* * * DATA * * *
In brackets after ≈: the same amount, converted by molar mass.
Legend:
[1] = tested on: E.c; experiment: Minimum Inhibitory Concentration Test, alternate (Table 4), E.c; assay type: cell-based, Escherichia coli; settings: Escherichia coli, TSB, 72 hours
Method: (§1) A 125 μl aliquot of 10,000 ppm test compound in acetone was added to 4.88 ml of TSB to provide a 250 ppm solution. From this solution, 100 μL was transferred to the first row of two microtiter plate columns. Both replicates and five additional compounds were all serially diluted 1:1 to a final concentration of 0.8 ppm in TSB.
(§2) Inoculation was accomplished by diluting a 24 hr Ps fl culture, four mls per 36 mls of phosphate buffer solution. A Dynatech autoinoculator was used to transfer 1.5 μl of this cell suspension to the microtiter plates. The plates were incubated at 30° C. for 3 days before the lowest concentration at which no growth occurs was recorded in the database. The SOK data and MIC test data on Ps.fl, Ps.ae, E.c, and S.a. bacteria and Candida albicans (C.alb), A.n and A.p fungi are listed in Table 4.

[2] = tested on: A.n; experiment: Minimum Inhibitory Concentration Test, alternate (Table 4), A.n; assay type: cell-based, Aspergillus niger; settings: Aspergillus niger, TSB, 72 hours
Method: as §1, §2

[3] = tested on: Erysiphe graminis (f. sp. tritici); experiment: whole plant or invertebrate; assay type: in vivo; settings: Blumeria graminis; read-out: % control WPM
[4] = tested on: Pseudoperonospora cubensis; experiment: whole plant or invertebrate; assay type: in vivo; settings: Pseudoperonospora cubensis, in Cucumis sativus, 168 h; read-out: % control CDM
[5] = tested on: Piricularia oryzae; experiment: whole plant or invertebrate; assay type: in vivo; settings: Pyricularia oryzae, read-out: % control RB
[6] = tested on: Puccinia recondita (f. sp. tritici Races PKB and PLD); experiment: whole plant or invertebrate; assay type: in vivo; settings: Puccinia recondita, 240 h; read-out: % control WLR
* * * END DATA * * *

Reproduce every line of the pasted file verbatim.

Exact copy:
In brackets after ≈: the same amount, converted by molar mass.
Legend:
[1] = tested on: E.c; experiment: Minimum Inhibitory Concentration Test, alternate (Table 4), E.c; assay type: cell-based, Escherichia coli; settings: Escherichia coli, TSB, 72 hours
Method: (§1) A 125 μl aliquot of 10,000 ppm test compound in acetone was added to 4.88 ml of TSB to provide a 250 ppm solution. From this solution, 100 μL was transferred to the first row of two microtiter plate columns. Both replicates and five additional compounds were all serially diluted 1:1 to a final concentration of 0.8 ppm in TSB.
(§2) Inoculation was accomplished by diluting a 24 hr Ps fl culture, four mls per 36 mls of phosphate buffer solution. A Dynatech autoinoculator was used to transfer 1.5 μl of this cell suspension to the microtiter plates. The plates were incubated at 30° C. for 3 days before the lowest concentration at which no growth occurs was recorded in the database. The SOK data and MIC test data on Ps.fl, Ps.ae, E.c, and S.a. bacteria and Candida albicans (C.alb), A.n and A.p fungi are listed in Table 4.

[2] = tested on: A.n; experiment: Minimum Inhibitory Concentration Test, alternate (Table 4), A.n; assay type: cell-based, Aspergillus niger; settings: Aspergillus niger, TSB, 72 hours
Method: as §1, §2

[3] = tested on: Erysiphe graminis (f. sp. tritici); experiment: whole plant or invertebrate; assay type: in vivo; settings: Blumeria graminis; read-out: % control WPM
[4] = tested on: Pseudoperonospora cubensis; experiment: whole plant or invertebrate; assay type: in vivo; settings: Pseudoperonospora cubensis, in Cucumis sativus, 168 h; read-out: % control CDM
[5] = tested on: Piricularia oryzae; experiment: whole plant or invertebrate; assay type: in vivo; settings: Pyricularia oryzae, read-out: % control RB
[6] = tested on: Puccinia recondita (f. sp. tritici Races PKB and PLD); experiment: whole plant or invertebrate; assay type: in vivo; settings: Puccinia recondita, 240 h; read-out: % control WLR